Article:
Clean manufacturing, environmentally conscious manufacturing,
environmentally benign manufacturing, environmentally responsible
manufacturing and Sustainable manufacturing. Irrespective of the various
acronyms, the primary goal remains the same - designing and delivering
products that minimize negative effects on the environment through their
production, use, and disposal.
The fundamentals of green manufacturing are very simple and relate to
minimizing the use of resources and the environmental impact of a
product. This philosophy is extended to all the elements of its life
cycle - from its design to its end of life.
There are tremendous opportunities which will arise with Green
manufacturing. Each element of this cycle has the potential to be an
industry by itself, given the rapid growth rate and demand it is
expected to generate in the mid to long term.
Although it is very difficult to estimate the market size for green
manufacturing, industry experts feel this would be very significant in
the coming decade. As government, companies and consumers realize the
importance of going green the barriers for investment in these
technologies is expected to fall rapidly.
The drivers for green
There are many drivers which are expanding the boundaries for green
1. Competitiveness: The natural desire of manufacturing firms to
improve its processes and capabilities for competitive advantage. This
can manifest in terms of technology, new product and process development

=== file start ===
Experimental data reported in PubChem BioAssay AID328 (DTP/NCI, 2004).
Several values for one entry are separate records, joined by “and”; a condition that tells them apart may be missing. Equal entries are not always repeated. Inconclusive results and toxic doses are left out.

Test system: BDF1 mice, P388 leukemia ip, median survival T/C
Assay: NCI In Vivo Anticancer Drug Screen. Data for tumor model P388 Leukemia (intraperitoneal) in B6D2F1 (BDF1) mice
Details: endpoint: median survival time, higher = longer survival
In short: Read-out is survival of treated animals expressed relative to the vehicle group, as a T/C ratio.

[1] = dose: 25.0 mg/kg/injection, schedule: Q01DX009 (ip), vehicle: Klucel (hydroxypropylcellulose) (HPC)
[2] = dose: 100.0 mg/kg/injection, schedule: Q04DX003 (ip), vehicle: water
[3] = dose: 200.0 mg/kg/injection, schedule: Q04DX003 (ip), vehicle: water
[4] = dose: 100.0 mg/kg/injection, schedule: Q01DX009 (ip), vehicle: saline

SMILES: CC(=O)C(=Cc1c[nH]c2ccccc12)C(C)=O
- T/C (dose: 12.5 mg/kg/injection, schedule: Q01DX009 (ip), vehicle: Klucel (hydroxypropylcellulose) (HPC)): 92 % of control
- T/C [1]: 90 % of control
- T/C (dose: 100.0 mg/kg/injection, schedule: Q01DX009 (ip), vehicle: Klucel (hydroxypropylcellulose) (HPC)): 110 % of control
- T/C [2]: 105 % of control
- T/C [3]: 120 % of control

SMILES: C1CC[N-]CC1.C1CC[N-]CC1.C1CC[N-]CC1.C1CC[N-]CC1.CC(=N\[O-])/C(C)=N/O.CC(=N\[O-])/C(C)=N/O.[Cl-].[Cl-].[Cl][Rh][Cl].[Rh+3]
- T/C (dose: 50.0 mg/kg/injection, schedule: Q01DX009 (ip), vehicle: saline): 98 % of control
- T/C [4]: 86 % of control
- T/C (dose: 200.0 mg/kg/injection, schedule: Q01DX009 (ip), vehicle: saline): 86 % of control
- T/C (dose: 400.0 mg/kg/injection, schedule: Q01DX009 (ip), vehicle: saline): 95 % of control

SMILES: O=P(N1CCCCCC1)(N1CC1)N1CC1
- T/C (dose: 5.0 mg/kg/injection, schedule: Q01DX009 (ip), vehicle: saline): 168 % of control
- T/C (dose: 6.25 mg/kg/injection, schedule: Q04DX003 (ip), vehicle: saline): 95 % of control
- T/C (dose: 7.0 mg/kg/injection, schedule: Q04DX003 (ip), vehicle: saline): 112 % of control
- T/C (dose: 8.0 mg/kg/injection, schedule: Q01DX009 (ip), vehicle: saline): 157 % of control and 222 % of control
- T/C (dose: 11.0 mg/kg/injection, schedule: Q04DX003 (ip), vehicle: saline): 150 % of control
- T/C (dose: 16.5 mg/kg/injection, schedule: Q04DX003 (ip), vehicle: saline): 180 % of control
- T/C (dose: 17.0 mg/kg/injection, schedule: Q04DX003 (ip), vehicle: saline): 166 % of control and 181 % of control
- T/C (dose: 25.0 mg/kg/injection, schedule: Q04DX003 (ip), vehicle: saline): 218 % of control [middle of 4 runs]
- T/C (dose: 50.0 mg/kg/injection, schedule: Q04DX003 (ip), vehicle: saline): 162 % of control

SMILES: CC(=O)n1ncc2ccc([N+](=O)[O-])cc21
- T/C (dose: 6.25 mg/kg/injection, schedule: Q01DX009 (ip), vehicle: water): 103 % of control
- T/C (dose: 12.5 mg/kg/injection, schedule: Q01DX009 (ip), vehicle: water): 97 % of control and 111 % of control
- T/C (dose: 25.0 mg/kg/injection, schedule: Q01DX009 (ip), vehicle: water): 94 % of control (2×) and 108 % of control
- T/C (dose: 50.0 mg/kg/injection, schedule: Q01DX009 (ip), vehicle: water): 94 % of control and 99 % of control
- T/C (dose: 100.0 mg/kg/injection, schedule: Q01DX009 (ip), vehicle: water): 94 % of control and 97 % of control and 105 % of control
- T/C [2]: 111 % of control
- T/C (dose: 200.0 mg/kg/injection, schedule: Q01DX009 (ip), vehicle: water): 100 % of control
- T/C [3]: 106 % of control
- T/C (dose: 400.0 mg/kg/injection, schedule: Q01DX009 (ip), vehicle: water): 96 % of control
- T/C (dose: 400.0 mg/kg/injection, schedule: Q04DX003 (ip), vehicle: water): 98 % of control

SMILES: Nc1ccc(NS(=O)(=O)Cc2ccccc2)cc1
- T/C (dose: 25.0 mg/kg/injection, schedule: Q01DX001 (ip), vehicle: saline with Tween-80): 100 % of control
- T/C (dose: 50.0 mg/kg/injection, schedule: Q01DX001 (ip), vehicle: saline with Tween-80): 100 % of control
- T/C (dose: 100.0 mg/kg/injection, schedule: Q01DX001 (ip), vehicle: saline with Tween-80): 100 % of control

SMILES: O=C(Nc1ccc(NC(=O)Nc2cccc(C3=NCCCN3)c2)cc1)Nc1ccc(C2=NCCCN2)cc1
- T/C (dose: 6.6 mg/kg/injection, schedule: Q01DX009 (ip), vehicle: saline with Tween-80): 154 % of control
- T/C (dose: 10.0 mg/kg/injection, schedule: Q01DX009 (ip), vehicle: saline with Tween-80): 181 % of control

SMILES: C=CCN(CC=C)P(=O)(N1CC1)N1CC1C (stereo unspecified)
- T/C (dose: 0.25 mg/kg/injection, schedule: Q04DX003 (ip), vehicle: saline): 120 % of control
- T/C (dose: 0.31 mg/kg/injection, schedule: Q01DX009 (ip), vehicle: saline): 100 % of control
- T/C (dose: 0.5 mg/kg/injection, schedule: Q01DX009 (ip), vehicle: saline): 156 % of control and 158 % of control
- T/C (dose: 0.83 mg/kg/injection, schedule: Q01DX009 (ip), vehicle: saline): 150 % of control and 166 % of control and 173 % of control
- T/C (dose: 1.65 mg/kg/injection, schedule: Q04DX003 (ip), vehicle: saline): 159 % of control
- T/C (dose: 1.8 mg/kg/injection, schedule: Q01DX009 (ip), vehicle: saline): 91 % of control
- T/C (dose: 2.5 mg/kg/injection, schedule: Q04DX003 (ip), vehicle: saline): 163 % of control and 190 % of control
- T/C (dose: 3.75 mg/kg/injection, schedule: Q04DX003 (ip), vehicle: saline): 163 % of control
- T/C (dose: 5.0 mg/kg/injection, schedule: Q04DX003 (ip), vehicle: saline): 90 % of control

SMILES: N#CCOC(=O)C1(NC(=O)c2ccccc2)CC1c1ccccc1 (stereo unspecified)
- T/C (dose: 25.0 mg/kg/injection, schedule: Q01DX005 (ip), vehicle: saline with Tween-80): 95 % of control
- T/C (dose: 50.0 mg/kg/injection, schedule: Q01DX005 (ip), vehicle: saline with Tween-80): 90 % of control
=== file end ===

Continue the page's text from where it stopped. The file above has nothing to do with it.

as well as opportunities for business.
2. Corporate Social Responsibility: The growing pressure on
manufacturing firms to become more responsible to the social and
environmental impact it creates. Companies would like to brand
themselves with a "green" image.
3. Legislation: Manufacturing firms have to constantly strive to meet
current upcoming stricter environmental regulations.
Although the benefits look very obvious, there are many challenges to
go green. The most significant is the economic mindset and rationalities
of organizations. And it cannot be denied that go green will be at an
initial cost with potential savings coming much later. Another key
challenge is that most companies have not integrated the process of
continuous environmental management into the core of their business
strategy, either because it conflicts with their existing priorities or
simply because they are ignorant about how to do it.
Moreover companies do not have specific environmental performance
indicators or social performance metrics by which they are measured
Many firms today are engaged in some level of environmental
management, however such solutions may not in themselves promote
efficiency gains or improvements in productivity. This would further
reduce incentive for deploying green manufacturing company wide.
The way ahead
The change to green manufacturing will not happen overnight but with
over time. However we do expect a tipping point after which adoption
will be very rapid, when it moves beyond a continuous improvement
approach. Till today, firms have always operated on the concept of
producing quality and technology products at lowest cost to achieve
competitiveness. Manufacturing processes were designed to make products
faster and better on purely economic terms.
The leap into green manufacturing will follow with the fundamental
change in the way companies design, procure, manufacture, distribute,
dispose and recycle their products. It has now been proved beyond doubt
through increasing experience of companies implementing green
manufacturing practices that the payback periods of such investment is
generally 1 to 3 years.
But Industry by itself cannot bring about this change. Government has
to play a very important role of creating the right environment in which
adopters of green manufacturing do not lose competitive edge in the
(The writer is studying international transportation and logistics
management at the CINEC Maritime Campus at Malabe. The writer could be
reached at firstname.lastname@example.org)